FOB Synthesis, Inc. is developing FSI-1671, a novel carbapenem. The compound shows improved in vitro activity against A. baumannii, including to MDR-strains, and the FSI-1671/sulbactam combination showed synergy against MDR-A. baumannii [140,141]. FOB synthesis presented the results of the pre-clinical studies in the 53rd International Interscience Conference on Antimicrobial Agents and Chemotherapy, but has not informed if will pursue further development of the compound.
11. Beta-Lactamase Inhibitors—Diazabicyclooctanes (DBOs)
Diazabicyclooctanes (DBOs) are a rich source of β-lactamase inhibitors (BLI). Two members of this novel series are now in clinical development, avibactam and MK-7655. Both compounds are broad-spectrum beta-lactamase inhibitors and are more potent compared to tazobactam [147,148].
Avibactam is being developed by Forest Laboratories and Astrazeneca in combination with ceftazidime and ceftaroline for the treatment of Gram-negative infections. The compound demonstrated in vitro activity against Ambler class A and C β-lactamases, including KPC, and some class D enzymes .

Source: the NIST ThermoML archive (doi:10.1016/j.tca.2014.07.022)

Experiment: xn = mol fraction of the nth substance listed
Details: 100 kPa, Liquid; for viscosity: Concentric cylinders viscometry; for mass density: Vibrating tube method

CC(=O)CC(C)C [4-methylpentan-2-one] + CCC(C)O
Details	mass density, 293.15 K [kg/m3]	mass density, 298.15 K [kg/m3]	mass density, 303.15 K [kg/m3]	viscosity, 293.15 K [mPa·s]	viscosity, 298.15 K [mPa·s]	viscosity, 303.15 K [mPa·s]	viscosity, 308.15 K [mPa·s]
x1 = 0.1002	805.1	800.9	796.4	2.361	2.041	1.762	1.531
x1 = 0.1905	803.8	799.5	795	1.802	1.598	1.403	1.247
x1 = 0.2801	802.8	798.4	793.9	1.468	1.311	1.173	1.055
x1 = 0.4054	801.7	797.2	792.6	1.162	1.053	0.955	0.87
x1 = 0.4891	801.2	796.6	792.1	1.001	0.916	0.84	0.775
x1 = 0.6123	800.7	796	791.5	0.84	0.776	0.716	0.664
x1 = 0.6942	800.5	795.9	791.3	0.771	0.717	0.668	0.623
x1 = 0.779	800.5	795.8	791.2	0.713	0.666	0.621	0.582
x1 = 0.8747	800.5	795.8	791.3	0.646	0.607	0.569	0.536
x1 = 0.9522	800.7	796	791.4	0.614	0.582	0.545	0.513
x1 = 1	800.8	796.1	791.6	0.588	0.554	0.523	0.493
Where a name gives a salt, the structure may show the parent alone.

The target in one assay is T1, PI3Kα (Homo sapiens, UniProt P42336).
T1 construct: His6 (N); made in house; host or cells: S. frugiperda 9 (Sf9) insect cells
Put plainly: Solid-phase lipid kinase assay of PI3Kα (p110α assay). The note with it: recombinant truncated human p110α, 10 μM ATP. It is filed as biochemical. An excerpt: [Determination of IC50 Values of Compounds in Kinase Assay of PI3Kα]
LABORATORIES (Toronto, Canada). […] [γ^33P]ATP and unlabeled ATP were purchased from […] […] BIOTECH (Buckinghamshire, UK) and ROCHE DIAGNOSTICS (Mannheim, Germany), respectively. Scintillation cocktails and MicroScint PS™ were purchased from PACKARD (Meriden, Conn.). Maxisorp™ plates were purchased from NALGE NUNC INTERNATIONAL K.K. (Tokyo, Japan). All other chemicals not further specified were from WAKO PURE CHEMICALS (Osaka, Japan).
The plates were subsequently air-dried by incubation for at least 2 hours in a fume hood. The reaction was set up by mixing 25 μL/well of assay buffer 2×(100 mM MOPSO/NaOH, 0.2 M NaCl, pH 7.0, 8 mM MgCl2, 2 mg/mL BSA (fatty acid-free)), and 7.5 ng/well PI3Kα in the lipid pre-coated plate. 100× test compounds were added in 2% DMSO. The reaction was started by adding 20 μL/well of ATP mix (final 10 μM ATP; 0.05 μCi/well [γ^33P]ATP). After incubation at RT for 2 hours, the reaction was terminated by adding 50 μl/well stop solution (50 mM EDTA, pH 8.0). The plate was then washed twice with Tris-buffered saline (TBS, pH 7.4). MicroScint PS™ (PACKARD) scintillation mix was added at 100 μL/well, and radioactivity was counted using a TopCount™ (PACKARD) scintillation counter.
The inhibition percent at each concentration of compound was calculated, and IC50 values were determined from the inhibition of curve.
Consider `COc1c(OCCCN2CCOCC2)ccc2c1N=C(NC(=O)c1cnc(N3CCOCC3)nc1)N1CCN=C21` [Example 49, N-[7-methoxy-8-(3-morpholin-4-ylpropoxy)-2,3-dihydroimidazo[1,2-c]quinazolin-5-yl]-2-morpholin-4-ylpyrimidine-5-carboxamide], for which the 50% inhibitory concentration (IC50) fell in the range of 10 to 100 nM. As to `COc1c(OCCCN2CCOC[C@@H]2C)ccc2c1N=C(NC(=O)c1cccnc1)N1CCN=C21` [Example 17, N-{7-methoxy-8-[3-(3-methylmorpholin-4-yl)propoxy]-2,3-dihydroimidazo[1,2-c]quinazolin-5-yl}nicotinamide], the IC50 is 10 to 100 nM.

The use of avibactam with ceftazidime improves the activity of the compound against most species of beta-lactamase producing Enterobacteriaceae and against Pseudomonas aeruginosa .
This feature makes the combination ceftazidime/avibactam suitable for treatment of infections with resistant Gram-negative bacilli-producing ESBL, KPC and/or AmpC beta-lactamases and for treatment of P. aeruginosa infections .
Five Phase III clinical trials are currently recruiting patients to evaluate the use of ceftazidime/ avibactam for the treatment of complicated urinary tract infection, complicated intra-abdominal infection, nosocomial pneumonia and ventilator-associated pneumonia [142,143,144,145,146,147,148].